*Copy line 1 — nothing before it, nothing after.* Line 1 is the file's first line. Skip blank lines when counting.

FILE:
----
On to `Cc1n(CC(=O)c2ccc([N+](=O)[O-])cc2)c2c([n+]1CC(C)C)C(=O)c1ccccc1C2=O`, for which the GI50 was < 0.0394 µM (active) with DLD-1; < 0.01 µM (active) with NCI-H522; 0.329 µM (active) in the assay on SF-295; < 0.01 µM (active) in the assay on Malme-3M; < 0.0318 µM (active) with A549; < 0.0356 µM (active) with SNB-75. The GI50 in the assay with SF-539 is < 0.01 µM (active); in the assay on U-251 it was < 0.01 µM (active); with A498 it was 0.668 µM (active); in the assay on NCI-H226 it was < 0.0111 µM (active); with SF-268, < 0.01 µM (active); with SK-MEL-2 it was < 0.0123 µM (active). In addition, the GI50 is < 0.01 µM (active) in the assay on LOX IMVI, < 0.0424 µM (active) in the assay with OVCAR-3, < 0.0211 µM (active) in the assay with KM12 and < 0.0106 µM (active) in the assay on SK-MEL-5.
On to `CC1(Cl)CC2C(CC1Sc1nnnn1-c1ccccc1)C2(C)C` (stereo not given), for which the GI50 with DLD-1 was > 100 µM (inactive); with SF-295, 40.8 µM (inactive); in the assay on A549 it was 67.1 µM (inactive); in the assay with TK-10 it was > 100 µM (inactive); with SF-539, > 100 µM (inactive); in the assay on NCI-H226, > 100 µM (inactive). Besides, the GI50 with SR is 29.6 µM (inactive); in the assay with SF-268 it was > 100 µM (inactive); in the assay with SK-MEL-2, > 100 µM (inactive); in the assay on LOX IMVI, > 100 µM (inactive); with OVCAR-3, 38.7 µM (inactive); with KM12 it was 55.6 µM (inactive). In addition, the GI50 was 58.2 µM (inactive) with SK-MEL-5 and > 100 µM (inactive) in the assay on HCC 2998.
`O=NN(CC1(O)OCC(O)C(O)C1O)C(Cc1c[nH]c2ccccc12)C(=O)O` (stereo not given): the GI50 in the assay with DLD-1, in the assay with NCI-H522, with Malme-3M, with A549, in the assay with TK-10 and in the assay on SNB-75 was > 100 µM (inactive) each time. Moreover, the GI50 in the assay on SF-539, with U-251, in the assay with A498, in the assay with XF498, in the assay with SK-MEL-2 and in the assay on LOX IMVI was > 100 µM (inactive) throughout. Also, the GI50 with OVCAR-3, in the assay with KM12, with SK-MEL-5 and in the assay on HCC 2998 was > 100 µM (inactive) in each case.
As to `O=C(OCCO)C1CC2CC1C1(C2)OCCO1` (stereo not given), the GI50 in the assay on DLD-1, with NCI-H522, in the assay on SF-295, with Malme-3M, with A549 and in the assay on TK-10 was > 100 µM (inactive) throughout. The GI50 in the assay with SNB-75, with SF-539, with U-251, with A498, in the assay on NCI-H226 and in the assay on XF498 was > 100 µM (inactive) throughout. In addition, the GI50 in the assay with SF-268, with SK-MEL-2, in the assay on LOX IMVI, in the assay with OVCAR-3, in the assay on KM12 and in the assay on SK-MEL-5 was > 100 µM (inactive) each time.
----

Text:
On to `Cc1n(CC(=O)c2ccc([N+](=O)[O-])cc2)c2c([n+]1CC(C)C)C(=O)c1ccccc1C2=O`, for which the GI50 was < 0.0394 µM (active) with DLD-1; < 0.01 µM (active) with NCI-H522; 0.329 µM (active) in the assay on SF-295; < 0.01 µM (active) in the assay on Malme-3M; < 0.0318 µM (active) with A549; < 0.0356 µM (active) with SNB-75. The GI50 in the assay with SF-539 is < 0.01 µM (active); in the assay on U-251 it was < 0.01 µM (active); with A498 it was 0.668 µM (active); in the assay on NCI-H226 it was < 0.0111 µM (active); with SF-268, < 0.01 µM (active); with SK-MEL-2 it was < 0.0123 µM (active). In addition, the GI50 is < 0.01 µM (active) in the assay on LOX IMVI, < 0.0424 µM (active) in the assay with OVCAR-3, < 0.0211 µM (active) in the assay with KM12 and < 0.0106 µM (active) in the assay on SK-MEL-5.